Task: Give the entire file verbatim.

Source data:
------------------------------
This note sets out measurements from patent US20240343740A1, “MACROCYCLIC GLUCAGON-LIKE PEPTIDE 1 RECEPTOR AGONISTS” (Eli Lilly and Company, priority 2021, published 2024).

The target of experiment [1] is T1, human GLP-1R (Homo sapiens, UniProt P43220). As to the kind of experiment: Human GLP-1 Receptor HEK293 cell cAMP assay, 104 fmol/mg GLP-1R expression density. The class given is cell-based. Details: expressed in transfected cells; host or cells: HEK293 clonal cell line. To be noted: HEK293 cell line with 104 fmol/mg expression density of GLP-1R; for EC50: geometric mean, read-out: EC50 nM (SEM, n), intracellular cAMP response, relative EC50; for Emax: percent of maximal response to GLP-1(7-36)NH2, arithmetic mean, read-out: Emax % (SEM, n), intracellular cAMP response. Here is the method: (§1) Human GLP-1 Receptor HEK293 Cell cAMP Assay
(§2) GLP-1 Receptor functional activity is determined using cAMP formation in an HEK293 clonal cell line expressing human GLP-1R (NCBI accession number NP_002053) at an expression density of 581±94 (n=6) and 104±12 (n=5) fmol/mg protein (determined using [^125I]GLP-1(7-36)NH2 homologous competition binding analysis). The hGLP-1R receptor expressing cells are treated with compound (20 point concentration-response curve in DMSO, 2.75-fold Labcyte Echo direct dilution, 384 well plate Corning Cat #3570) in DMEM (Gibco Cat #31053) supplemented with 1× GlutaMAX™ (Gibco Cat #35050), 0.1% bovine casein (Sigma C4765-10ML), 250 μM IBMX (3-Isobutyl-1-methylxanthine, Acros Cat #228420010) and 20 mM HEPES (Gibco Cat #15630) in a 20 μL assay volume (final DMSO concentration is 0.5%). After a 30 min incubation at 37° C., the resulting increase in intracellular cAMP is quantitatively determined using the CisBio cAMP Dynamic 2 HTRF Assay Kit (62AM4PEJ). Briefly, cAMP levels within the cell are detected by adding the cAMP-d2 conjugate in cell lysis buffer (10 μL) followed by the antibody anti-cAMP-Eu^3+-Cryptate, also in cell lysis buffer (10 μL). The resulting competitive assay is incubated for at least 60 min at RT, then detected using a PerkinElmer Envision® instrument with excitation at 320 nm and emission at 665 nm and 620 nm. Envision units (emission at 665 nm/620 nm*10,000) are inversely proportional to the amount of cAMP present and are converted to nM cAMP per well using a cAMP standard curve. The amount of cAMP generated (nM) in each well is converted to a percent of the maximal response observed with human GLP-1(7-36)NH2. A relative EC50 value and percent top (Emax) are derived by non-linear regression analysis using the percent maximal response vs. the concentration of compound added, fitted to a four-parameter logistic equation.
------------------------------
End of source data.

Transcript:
This note sets out measurements from patent US20240343740A1, “MACROCYCLIC GLUCAGON-LIKE PEPTIDE 1 RECEPTOR AGONISTS” (Eli Lilly and Company, priority 2021, published 2024).

The target of experiment [1] is T1, human GLP-1R (Homo sapiens, UniProt P43220). As to the kind of experiment: Human GLP-1 Receptor HEK293 cell cAMP assay, 104 fmol/mg GLP-1R expression density. The class given is cell-based. Details: expressed in transfected cells; host or cells: HEK293 clonal cell line. To be noted: HEK293 cell line with 104 fmol/mg expression density of GLP-1R; for EC50: geometric mean, read-out: EC50 nM (SEM, n), intracellular cAMP response, relative EC50; for Emax: percent of maximal response to GLP-1(7-36)NH2, arithmetic mean, read-out: Emax % (SEM, n), intracellular cAMP response. Here is the method: (§1) Human GLP-1 Receptor HEK293 Cell cAMP Assay
(§2) GLP-1 Receptor functional activity is determined using cAMP formation in an HEK293 clonal cell line expressing human GLP-1R (NCBI accession number NP_002053) at an expression density of 581±94 (n=6) and 104±12 (n=5) fmol/mg protein (determined using [^125I]GLP-1(7-36)NH2 homologous competition binding analysis). The hGLP-1R receptor expressing cells are treated with compound (20 point concentration-response curve in DMSO, 2.75-fold Labcyte Echo direct dilution, 384 well plate Corning Cat #3570) in DMEM (Gibco Cat #31053) supplemented with 1× GlutaMAX™ (Gibco Cat #35050), 0.1% bovine casein (Sigma C4765-10ML), 250 μM IBMX (3-Isobutyl-1-methylxanthine, Acros Cat #228420010) and 20 mM HEPES (Gibco Cat #15630) in a 20 μL assay volume (final DMSO concentration is 0.5%). After a 30 min incubation at 37° C., the resulting increase in intracellular cAMP is quantitatively determined using the CisBio cAMP Dynamic 2 HTRF Assay Kit (62AM4PEJ). Briefly, cAMP levels within the cell are detected by adding the cAMP-d2 conjugate in cell lysis buffer (10 μL) followed by the antibody anti-cAMP-Eu^3+-Cryptate, also in cell lysis buffer (10 μL). The resulting competitive assay is incubated for at least 60 min at RT, then detected using a PerkinElmer Envision® instrument with excitation at 320 nm and emission at 665 nm and 620 nm. Envision units (emission at 665 nm/620 nm*10,000) are inversely proportional to the amount of cAMP present and are converted to nM cAMP per well using a cAMP standard curve. The amount of cAMP generated (nM) in each well is converted to a percent of the maximal response observed with human GLP-1(7-36)NH2. A relative EC50 value and percent top (Emax) are derived by non-linear regression analysis using the percent maximal response vs. the concentration of compound added, fitted to a four-parameter logistic equation.